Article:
The history behind Mary Telfair and the Mary Telfair Women’s Hospital at St. Joseph’s/Candler
Mary Telfair was truly a woman ahead of her time. Born in 1791, Mary was an independent spirit who valued beauty and truth.
Mary came from a prominent family, the daughter of one of Georgia’s governors. Her wealth allowed her to remain decidedly single when the prevailing culture dictated that women marry. Never one for pretention, Mary devoted her life to helping others and was a keen intellect, interested in people, art and politics.
Mary was frequently sick during a time when illness, especially respiratory disease, was often the cause of death. Perhaps this, along with her Christian faith, was what prompted Mary to provide funding in her will for a women’s hospital.
In 1875, only a few days before her death, Mary placed a provision in her will that allowed for the erection of such a hospital in Savannah. The Telfair Hospital for Females was built in 1884 and opened two years later. It was originally located at the southwest corner of Drayton and New Houston (now Park Avenue) streets.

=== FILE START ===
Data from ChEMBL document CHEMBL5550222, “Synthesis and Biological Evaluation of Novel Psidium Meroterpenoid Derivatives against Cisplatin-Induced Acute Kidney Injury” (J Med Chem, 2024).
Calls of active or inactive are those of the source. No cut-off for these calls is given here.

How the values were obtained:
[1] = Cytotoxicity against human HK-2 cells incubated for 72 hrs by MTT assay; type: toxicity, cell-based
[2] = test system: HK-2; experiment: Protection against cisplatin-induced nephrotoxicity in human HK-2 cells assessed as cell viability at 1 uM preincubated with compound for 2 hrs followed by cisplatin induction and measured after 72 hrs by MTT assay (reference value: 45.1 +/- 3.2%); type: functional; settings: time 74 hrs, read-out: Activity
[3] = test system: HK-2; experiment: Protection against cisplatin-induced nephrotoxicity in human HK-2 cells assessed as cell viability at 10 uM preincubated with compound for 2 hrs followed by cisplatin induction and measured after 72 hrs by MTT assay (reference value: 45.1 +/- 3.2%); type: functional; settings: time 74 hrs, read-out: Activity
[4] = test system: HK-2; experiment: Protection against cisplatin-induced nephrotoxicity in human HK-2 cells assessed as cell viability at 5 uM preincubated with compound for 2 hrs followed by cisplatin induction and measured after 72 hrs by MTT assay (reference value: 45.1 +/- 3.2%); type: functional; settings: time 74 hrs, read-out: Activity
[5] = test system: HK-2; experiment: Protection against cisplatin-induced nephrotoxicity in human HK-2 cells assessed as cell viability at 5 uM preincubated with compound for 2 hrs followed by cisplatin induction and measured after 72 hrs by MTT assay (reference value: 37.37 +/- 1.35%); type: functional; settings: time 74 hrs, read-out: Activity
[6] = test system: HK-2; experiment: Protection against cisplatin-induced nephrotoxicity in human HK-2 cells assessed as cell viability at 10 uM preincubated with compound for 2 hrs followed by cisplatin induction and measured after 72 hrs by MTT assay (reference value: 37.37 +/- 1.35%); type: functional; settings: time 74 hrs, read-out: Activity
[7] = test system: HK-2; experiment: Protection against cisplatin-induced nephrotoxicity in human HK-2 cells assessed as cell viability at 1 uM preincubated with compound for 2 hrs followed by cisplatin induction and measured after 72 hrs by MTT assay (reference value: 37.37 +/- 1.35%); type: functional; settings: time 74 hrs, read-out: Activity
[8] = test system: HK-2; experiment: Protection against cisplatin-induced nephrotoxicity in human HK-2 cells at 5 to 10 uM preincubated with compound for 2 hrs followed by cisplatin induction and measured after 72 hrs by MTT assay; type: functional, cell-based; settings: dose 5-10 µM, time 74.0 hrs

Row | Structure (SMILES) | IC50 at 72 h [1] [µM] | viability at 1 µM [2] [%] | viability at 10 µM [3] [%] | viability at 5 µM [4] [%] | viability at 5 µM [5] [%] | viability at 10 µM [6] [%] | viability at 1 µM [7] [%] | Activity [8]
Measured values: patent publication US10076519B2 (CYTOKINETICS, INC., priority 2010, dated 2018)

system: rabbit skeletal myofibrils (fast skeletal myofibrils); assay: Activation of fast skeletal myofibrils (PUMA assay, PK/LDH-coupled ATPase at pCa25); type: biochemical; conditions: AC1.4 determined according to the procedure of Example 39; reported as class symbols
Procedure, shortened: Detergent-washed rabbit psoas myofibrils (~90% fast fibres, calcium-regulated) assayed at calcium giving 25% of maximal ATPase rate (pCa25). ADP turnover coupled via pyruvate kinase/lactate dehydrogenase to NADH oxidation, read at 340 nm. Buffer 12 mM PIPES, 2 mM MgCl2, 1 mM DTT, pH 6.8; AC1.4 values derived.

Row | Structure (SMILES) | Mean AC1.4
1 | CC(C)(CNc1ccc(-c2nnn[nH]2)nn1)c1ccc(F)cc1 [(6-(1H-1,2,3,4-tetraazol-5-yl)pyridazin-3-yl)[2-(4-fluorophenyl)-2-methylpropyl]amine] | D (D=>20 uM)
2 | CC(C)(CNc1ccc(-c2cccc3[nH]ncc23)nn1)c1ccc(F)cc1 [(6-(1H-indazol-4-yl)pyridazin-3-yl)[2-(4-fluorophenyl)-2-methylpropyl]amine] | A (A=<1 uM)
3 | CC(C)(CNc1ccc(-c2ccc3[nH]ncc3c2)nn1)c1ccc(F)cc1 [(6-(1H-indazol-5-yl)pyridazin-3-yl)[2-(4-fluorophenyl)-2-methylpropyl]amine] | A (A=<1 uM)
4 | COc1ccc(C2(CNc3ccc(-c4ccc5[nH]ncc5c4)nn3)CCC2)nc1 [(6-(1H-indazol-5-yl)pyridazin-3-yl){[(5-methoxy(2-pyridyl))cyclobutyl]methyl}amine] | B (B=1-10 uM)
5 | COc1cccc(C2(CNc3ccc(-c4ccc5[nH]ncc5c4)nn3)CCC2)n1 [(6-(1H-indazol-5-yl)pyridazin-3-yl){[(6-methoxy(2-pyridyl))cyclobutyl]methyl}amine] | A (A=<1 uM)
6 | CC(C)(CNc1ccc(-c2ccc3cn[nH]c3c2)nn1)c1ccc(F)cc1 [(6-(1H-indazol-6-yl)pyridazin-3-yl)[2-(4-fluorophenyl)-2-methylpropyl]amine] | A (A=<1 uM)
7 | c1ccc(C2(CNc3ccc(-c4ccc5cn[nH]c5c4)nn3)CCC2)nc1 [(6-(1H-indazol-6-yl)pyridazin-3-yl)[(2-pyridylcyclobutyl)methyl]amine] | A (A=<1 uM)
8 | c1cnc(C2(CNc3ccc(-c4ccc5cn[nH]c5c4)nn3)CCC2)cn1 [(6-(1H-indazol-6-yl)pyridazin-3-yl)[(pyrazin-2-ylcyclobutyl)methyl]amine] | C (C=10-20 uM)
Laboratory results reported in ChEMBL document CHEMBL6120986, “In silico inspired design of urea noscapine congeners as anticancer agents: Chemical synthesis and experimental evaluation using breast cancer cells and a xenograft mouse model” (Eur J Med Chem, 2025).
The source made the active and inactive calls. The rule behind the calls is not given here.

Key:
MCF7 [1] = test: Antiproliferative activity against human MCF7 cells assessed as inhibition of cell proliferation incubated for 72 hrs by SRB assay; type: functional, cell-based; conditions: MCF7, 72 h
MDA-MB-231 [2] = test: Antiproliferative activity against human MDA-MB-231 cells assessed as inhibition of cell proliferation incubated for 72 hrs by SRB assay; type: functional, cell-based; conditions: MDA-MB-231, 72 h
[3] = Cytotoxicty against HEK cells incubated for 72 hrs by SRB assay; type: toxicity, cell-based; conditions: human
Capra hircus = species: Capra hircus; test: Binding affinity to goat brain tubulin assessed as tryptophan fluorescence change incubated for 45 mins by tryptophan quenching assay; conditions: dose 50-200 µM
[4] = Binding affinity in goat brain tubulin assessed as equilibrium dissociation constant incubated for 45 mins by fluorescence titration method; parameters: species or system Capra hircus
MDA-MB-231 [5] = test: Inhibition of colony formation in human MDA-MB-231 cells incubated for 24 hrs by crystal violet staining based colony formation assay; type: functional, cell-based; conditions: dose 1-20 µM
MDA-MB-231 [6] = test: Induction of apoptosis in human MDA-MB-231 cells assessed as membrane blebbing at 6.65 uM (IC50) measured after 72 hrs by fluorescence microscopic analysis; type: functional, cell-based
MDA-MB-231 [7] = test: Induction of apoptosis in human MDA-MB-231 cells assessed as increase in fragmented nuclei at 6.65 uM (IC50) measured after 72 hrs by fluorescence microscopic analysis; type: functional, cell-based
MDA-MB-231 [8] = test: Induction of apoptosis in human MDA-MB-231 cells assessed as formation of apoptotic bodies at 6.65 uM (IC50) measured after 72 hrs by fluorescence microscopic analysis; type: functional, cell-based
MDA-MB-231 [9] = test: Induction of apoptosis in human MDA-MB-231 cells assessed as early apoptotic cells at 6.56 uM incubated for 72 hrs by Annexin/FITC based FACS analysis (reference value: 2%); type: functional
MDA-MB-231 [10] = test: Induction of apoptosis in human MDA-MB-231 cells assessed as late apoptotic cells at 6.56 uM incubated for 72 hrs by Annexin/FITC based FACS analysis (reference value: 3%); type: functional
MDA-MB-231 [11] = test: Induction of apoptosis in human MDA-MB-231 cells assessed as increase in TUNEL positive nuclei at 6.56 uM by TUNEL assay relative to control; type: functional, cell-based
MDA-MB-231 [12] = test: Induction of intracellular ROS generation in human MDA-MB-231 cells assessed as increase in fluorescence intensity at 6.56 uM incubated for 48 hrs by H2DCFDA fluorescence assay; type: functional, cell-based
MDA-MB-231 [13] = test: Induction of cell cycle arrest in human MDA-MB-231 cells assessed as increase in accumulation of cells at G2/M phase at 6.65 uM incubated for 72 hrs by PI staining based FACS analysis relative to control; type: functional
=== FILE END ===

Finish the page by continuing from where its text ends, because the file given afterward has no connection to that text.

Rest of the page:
In 1960, it joined with Candler General Hospital and later moved into the facility in midtown Savannah. In 1997, Candler signed a joint operating agreement with St. Joseph’s Hospital, creating the region’s largest healthcare provider, and making the Mary Telfair Women’s Hospital the longest-operating women's hospital in the nation.
Today, the Mary Telfair Women’s Hospital at St. Joseph’s/Candler continues Mary’s lifelong commitment to compassion and care. It is the regional leader in the delivery of women’s healthcare services, provides a full array of obstetrical, gynecological and educational health services and includes Telfair Pavilion, The Telfair BirthPlace and The Children’s Place.
Every day, the dedicated experts at Mary Telfair Women’s Hospital strive to adhere to Mary’s vision: a system of compassionate care that puts the physical and emotional needs of women and their families first.